Tuesday, 18 November 2014

Has Bergoglio Made a Deal with Masonry about Double Meanings?

Here is the innocent quote - which is innocent enough in context:

His plea rang out across the Square: “Please, I appeal to all those with responsibility: no family without work!”

aleteia : Pope Francis: “No Family Without Work!”
October 22, 2014

In the context it means "let no family of the ones concerned by the Meridiana airline workers be left without a breadwinner and be made unemployed".

But masonry can use such a catchy phrase for other purposes. It seems it has already decided as far as their evil power reaches I shall have no family until I "get a work."

And if I disagree, I "have no responsibilty" and if so "others have to take responsibility for me" and make sure I get no family until I get a work.

I am already doing a work. I am writing.

I have also given the licences needed for anyone who wishes to make money on my writing and send me some.

Still, people on very different "corners of the board" have so to speak made a common cause against using my writings commercially. For, obviously different reasons. A left wing intellectual would hardly like the prospect of Geocentrism "seducing" anyone into Catholicism. A right wing Catholic of not so intellectual background might fear Geocentrism would provoke many to avoid becoming Catholics - and to them that comes before asking the obvious question whether it is true or false.

Some people seem to think I should try to get work at Meridiana airlines or at Peugeot instead!

I do not know for a fact Bergoglio has made such a deal, with masonry, about messages with double meanings, but as I see that man, I would not be surprised. I do know his calling out the plea may have pretty small effects as far as the saving of employments is concerned.

One thing I have suggested myself is that when a big company restructures - as Peugeot did in 2012, I sent them a mail with my article - they should try to buy land for the workers they discharge. Land as a collective village or land as individual lots in disconnected villages with the usual kind of farmers - depending on the taste of each discharged worker. And of course, some would prefer the usual money sum while looking for a new job or taking a long vacation.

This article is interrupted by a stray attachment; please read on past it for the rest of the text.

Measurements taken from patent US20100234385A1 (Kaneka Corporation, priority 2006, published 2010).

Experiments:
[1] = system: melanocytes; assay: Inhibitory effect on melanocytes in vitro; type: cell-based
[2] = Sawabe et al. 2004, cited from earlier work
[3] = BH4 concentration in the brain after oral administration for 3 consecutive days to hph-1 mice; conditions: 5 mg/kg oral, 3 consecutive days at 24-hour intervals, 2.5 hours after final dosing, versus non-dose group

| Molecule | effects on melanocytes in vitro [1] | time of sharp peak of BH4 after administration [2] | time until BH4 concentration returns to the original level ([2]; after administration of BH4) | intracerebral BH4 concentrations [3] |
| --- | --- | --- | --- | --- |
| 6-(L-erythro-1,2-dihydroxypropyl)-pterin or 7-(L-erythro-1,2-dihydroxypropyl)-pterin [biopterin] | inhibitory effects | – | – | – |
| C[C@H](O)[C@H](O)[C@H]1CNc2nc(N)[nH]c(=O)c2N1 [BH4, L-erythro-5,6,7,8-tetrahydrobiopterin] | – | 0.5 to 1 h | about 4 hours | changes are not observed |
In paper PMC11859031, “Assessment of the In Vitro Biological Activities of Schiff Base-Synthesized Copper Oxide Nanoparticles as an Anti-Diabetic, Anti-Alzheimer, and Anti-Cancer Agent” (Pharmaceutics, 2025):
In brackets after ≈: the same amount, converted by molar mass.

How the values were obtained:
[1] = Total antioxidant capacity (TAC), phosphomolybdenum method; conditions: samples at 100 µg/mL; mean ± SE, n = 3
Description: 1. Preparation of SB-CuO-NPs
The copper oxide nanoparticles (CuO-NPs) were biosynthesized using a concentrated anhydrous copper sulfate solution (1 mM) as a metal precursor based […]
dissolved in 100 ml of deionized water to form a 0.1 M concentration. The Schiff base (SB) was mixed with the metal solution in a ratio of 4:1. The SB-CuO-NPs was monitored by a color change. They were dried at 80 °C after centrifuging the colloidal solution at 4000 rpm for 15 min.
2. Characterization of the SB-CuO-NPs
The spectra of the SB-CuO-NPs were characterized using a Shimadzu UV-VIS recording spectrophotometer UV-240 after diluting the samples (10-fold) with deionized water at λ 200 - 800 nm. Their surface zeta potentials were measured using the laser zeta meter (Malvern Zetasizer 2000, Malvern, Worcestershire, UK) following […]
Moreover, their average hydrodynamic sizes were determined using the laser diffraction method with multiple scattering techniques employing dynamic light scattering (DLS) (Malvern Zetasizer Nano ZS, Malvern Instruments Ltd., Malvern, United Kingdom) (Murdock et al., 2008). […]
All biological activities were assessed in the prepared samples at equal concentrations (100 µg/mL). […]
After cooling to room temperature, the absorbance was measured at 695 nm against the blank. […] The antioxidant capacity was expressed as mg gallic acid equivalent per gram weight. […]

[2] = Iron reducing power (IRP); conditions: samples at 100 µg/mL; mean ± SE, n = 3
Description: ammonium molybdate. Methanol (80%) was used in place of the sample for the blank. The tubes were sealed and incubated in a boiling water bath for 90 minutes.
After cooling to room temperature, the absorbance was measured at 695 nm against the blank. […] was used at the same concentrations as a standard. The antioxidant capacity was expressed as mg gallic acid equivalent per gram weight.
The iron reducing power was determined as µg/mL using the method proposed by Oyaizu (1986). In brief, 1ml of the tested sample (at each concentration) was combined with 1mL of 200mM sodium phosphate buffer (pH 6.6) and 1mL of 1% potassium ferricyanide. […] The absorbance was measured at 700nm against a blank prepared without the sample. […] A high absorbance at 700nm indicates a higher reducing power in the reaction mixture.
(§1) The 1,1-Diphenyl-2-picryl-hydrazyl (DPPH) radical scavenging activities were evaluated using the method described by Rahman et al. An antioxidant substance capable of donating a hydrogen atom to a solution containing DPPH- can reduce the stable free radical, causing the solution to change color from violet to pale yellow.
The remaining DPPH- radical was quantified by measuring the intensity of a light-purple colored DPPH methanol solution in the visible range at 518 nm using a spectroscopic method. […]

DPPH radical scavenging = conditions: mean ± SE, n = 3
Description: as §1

A village of farmers owning their land as collective property can not so easily be sacked. Some workers at Peugeot, some workers at Meridiana, may still have parents who went out of farming in the 1960's - and who know how to do farm work.

One village of Muslim workers (plenty of such in many French companies) could have a Mosque. One village of Catholic workers could have an extra Chapel with same curate as nearest Church. Or they may revive a Church that was going to be torn down. That also Peugeot or Meridiana could pay - the building or restoration of the house of prayer and the first year's salary of a priest or imam. After which the agricultural produce (of the village, by the villagers) might be the uphold.

A certain élite would not like this solution.

Because, this solution would make the discharged workers not only independent of their former employer, but also independent of its likes. It would make them - ordinary, poor, uneducated men proprietors.

Part of them hopes everything stays the same, and sacking remains a threat, so that those having employments may be more and more grateful to their employers. Exactly like implementing what I take to be a possible hidden meaning of the cited words would do.

Part of them - and Bergoglio might just possibly be part of that part also - might be hoping that a revolution sweeps away private property and replaces employers with officials. As if they never forbade anyone to do work he was useful for. Or get a fair living out of the work he does.

Neither part is very keen on reruralising, on restoring small property. Unless they can get a little permanent grip on how that is done too. I can imagine how Peugeot, French State, and a few others would just possibly have hailed my idea if adding conditions like either of them imposing a crisis psychologist or a teacher on such a village. Whether the workers ask for it or not. My proposition involves, obviously, that the village choses whatever school it sees fit - and that all parents are free to send their children and young ones to whatever school they like - or none, if they prefer apprenticeship.

But imposing a teacher would be what people like Peillon or Najat would like to attach to a solution like mine. And if it came out that twenty workers were Traditional Catholics and wanted the priest who said Latin Mass to teach their children too? There are people in France who would hate to see that revive on the scale of twenty people founding an agricultural village at a time ....

Can Church men who in many cases take Bergoglio as a Pope and companies as big as Meridiana Airlines show some independence of the kind of élite I dread?

Hans Georg Lundahl
Nanterre University Library
Dedication of Basilicas
of Saints Peter and Paul in Rome

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